The distillery where The Botanist is made opened in 1881. It was built around a central courtyard by 3 progressive brothers from a Scottish distilling dynasty, the Harvey’s. The site has good access – being on the western shore of a large sea loch, Loch Indaal.
Historically, fuel and grain could come in, and barrels of whisky could go out, by ship. Connections by land are also good; it is on the roadside of a 14.7 mile Thomas Telford route through the Rhinns of Islay, laid down in the early decades of the 19th century. The village of Bruichladdich, meaning “Brae by the shore” grew ribbon-style on the landward side of the road, with the handsome 3 storey buildings of the distillery at its centre.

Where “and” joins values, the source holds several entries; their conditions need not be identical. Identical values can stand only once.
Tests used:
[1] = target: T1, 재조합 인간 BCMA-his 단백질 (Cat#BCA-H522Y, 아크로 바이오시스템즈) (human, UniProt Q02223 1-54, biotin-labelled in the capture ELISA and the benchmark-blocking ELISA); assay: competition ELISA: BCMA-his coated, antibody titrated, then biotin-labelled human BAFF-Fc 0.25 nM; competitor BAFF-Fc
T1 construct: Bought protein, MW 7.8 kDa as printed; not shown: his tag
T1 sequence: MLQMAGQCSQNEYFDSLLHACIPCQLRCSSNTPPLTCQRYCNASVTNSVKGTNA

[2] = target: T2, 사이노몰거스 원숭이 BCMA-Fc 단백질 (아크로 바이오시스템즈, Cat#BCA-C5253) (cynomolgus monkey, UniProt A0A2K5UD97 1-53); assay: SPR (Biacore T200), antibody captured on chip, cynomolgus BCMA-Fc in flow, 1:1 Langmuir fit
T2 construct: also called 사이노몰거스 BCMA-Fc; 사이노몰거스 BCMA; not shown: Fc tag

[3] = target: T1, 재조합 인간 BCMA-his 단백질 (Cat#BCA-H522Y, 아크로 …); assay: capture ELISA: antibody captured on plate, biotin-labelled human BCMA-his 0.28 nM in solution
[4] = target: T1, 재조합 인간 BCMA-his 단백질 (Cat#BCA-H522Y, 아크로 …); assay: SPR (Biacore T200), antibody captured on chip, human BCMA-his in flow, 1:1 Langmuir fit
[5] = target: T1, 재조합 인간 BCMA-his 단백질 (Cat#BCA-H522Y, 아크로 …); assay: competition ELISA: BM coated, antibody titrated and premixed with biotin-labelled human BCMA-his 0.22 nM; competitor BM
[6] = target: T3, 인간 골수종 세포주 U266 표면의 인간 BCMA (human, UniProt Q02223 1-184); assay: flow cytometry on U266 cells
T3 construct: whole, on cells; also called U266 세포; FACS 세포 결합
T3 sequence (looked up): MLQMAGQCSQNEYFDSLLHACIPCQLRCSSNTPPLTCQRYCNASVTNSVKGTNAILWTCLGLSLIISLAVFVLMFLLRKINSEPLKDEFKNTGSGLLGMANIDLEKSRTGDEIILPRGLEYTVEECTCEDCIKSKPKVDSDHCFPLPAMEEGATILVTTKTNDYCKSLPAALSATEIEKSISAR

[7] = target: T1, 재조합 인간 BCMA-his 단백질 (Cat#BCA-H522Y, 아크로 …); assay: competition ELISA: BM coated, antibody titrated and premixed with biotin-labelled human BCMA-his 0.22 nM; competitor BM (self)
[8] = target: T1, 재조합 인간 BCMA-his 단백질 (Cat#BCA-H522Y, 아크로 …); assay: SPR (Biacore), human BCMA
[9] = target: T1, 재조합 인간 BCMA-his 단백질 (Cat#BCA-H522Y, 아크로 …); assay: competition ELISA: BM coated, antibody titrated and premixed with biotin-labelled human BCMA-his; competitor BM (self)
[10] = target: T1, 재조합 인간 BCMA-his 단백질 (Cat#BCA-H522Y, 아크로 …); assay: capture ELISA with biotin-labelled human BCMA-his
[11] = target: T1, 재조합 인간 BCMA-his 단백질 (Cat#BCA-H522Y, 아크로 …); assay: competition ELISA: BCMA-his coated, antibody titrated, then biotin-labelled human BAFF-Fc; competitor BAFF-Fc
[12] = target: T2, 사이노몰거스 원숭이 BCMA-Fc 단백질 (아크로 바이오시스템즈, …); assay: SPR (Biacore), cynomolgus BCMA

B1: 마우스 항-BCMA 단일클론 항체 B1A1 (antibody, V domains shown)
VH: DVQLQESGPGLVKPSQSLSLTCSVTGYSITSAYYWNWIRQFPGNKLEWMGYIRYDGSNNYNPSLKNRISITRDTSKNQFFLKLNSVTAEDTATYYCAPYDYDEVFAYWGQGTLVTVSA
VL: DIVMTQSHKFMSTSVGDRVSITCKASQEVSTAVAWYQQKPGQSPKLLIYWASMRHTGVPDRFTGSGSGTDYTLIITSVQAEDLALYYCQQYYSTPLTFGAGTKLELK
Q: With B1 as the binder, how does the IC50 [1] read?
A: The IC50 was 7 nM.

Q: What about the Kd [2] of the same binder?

Bruichladdich Distillery went through several closures and takeovers during its first 120 years. But since 2001 it has seen stability, investment, and strong community-based growth. The company is driven by an ideal of high provenance spirits, of connection between the land and the liquid that ends up in a glass, and the value that is added by the people here behind the scenes.
Picture this. Inside the distillery, on a typical day, 77 people are busy within the gates with the common goal of bringing a taste of Islay out to the world. On one side of the courtyard we have the stillhouse, opposite that the bottling hall, up at the back the warehouse storage and engineers’ workshop, down at the seafront the shop, the logistics department, and the offices.